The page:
Stalking and harassment are both serious crimes in Pennsylvania. Even a minor offense may be a summary offense with a possibility of 90 days in jail and a fine. Stalking charges may be as serious as a third-degree felony. A criminal defense attorney can help you understand the differences between stalking and harassment crimes in Pennsylvania and take action to fight for your rights.
What is considered harassment in Pennsylvania?
What is considered harassment in Pennsylvania is conduct with the intent to harass or annoy another person. It may include striking, touching, following, communicating and engaging in other conduct that serves no legitimate purpose. Pennsylvania law 2709 lists the different actions that may be considered harassment in Pennsylvania.
What is the punishment for harassment in Pennsylvania?
The punishment for harassment in Pennsylvania is up to one year in jail. You may also receive a fine of up to $2,500. The court may sentence a defendant to any sentence up to the maximum amounts. Probation, rehabilitation and restitution may also be possible. Not all harassment charges are third-degree misdemeanors with a penalty of up to one year in jail. Some offenses are charged summarily with a maximum penalty of up to 90 days in jail and a $300 fine.
What is considered stalking in Pennsylvania?
In Pennsylvania, stalking is a course of conduct or repeated acts that are intended to place a person in fear or cause significant emotional distress. It can also occur when a person engages in a court of conduct with the intent to put a person in fear of bodily harm or cause emotional distress. Stalking is different than harassment because of the more serious course of conduct and intent required by the offender. Stalking in Pennsylvania may be charged as a first-degree misdemeanor or a third-degree felony when certain conditions are present.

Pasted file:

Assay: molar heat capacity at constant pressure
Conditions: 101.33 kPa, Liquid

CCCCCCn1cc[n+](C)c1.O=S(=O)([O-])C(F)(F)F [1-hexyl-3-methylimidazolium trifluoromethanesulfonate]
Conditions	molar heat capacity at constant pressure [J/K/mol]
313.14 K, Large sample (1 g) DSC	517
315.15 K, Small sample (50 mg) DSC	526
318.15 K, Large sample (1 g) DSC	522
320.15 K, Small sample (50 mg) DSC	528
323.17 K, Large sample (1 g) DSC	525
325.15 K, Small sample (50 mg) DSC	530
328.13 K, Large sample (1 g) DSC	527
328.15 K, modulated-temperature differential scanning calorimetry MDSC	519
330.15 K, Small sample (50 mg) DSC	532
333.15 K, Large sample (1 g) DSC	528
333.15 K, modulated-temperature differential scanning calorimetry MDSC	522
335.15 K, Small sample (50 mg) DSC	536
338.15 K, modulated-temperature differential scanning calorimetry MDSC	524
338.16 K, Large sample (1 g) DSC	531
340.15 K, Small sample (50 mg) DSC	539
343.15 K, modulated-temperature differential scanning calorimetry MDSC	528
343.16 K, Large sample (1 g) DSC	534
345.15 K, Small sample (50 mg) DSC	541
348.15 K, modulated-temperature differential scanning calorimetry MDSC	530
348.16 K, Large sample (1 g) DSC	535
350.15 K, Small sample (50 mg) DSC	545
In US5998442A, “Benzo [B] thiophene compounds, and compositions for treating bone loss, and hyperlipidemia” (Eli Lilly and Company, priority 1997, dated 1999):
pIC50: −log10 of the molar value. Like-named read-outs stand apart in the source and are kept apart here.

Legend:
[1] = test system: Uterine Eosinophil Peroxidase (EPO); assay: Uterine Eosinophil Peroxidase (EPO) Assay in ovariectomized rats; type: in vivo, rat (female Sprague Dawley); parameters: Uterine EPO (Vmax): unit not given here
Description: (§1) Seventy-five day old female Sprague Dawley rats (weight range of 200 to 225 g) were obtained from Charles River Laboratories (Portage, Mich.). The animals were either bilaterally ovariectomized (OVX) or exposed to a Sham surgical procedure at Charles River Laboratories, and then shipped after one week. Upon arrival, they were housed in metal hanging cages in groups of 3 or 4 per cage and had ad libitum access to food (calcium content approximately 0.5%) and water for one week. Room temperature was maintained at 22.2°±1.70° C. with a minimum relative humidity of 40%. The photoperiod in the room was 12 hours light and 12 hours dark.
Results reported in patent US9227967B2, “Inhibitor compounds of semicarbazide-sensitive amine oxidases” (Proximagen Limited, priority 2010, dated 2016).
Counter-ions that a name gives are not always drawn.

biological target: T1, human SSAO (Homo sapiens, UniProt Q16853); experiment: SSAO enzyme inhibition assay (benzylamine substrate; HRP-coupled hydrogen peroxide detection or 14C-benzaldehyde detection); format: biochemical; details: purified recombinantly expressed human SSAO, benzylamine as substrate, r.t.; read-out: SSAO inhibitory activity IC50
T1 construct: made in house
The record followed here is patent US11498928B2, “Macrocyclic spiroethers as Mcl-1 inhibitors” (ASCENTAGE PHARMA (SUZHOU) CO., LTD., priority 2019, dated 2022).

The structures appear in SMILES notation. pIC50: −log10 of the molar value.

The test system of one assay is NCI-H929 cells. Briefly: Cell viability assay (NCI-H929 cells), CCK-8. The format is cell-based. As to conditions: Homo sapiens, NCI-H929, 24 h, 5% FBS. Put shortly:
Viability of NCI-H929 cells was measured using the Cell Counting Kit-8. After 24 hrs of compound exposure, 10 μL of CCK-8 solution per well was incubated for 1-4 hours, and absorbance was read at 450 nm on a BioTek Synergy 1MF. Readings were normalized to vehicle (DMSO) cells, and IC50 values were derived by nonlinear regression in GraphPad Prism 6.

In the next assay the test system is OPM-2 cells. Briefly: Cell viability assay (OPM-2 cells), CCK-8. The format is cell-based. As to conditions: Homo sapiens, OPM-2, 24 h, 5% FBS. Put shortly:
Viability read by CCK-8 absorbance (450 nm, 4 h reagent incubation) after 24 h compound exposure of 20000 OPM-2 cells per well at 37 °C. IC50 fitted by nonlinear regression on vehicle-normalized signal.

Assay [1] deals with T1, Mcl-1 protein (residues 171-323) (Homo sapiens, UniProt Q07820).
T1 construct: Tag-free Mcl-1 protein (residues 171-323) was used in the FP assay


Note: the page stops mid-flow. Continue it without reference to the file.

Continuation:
What do you need to know if you’re charged with harassment or stalking?
If you’re charged with harassment or stalking, know that you have the right to the assistance of a criminal defense attorney. You have a right to a trial. The state must prove the evidence against you beyond a reasonable doubt, and the jury must agree that you are guilty. You are not guilty just because you’re being charged or accused.
Stalking and harassment charges are often based on the statement of another person. Of course, your version of events may vary significantly from this person’s view of the events. They may even be responsible for making a false report. Because the crime often comes down to the credibility of a witness, it’s very important to prepare your defense. Effective cross-examination and questioning of the witness testimony can be crucial to your defense.
Witnesses have all kinds of motivation for coming forward with stalking and harassment allegations. As a defendant, it’s fair for you to question these biases in order to help the jury determine the true facts. If you’re facing stalking or harassment charges, a criminal defense attorney can help you prepare a comprehensive defense that’s designed to protect your legal rights.